***taking a few weeks off before the padawans go back to school so am reposting some earlier columns, enjoy!
Artistic, showcase and interpretive skating are all terms peppering the figure skating landscape these days. It is one of the newest forms of figure skating. Here, the skater can give full rein to his or her creative and artistic talents. Many people, including judges, tell me this is where adult figure skaters shine. Our life experience and emotional maturity always give us the edge over younger figure skaters when it comes to understanding and expressing the nuances of the program or music.
Definitions seem to vary from country to country. Canada has one of the strictest definitions and seems to be the only country with an actual test structure for interpretive skating tests. Canadian figure skaters of all ages can participate in competitive interpretive skating events that are based on their test level. At the Canadian Adult Figure Skating Championships, a modified Cumulative Point Calculation (CPC) system is used. Only the program components mark is used to determine placing and the weighting of the elements is different than for free skating or dance.
In Canada, the interpretive skating program, as the name suggests, is the skater’s movement expressing in physical aesthetic form the drives and desires s/he hears in the music. Skate Canada says that figure skaters should be rewarded for moving beyond the known themes in the musical composition to explore more original and personal concepts. You are free to explore designs in abstract movement suggested by selected sound patterns. Although creative movement usually has a theme, it is not acting out a story line. There are no required elements, you are free to include as many spins and jumps as you want, but credit is given based on how they reflect the chosen theme, not for their technical difficulty. You can see how this event would lend itself to a more mature skater, perhaps more intimately acquainted with the blues (and perhaps their best double axel is behind them). Canadian figure skaters also have the longest program times; the length must be between two and three minutes.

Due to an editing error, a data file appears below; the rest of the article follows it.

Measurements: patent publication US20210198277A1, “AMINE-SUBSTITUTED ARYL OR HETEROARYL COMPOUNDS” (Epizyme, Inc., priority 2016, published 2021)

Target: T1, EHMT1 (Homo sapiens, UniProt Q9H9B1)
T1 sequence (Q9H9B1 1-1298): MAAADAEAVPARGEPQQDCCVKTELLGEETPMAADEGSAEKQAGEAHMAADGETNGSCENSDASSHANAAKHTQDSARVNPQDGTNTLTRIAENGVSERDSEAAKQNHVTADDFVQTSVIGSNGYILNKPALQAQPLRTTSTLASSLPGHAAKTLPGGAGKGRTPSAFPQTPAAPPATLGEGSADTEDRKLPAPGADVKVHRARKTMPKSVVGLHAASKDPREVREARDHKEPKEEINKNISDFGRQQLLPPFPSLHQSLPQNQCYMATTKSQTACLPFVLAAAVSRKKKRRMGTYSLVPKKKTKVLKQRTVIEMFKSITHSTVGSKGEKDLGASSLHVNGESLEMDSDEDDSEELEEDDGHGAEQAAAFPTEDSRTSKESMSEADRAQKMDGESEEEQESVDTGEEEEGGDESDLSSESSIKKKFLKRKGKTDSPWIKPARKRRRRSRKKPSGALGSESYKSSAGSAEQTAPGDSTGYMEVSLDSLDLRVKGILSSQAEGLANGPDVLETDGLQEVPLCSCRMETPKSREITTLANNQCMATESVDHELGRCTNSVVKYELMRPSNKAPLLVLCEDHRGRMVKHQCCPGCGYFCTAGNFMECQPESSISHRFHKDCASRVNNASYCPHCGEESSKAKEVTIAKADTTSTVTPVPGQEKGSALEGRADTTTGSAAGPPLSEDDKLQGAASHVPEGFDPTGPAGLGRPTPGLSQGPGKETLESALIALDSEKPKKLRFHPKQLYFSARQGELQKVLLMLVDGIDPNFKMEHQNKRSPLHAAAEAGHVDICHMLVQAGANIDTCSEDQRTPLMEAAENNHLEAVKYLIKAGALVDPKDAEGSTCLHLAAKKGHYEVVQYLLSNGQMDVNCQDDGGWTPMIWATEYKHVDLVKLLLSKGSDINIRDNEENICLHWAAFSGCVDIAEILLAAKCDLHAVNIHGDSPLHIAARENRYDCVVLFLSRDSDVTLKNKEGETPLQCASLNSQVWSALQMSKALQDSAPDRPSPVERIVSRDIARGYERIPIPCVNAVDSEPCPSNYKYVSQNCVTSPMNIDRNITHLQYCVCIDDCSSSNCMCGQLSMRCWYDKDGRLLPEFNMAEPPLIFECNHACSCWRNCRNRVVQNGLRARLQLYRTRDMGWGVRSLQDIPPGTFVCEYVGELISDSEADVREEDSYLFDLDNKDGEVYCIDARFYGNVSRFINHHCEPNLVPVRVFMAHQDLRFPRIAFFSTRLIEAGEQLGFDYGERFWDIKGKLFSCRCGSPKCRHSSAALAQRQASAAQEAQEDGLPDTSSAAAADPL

Stars and Stripes!
In the United States, there is no test structure supporting interpretive skating programs, often referred to as showcase events, but there are many more sub-categories for competition. In showcase events, the judges evaluate the theatrical elements, like energy, poise, acting, pantomime, eye contact, choreography, form/extension and the use of props and ice. The rules for showcase state that skating must be the major element of the performance and be of sufficient quality. Unintended falls, poorly executed skating elements are penalized. However, only the artistic impression mark of the 6.0 judging system will be used, so technical skating skills and jump difficulty will not be rewarded.
Improv on Ice
Some competitions also have improvisation categories as well. Just to add to the confusion, these are often referred to as Interpretive Events. Having done improvisation events, I have to say they are scary, but can be a lot of fun. The basic principle is that you hear the music twice and then you have to create a program to the music the next time you hear it, which will be on the ice in front of the judges and spectators. Though there can be the temptation to just make your current free style program fit the music, this event challenges you to use the repertoire of moves you have learned in new and creative ways. It can be a particular challenge when you either absolutely hate or are completely uninspired by the music you are hearing.
Next week, I will share the creative process that my coach and I used to create last year’s artistic program. This week’s videographic treat is of an anonymous American skater’s interpretive/artistic competitive program. I’m not a big proponent of props, but she uses hers exceptionally well. Her expression of the nuances of the music, as well as her creative and original movement makes this program a real winner. If you know who she is, please let me know!
References: Skate Canada Interpretive Skating Test Standards Manual and the 2012 Competition Announcement for the New York Showcase Competition.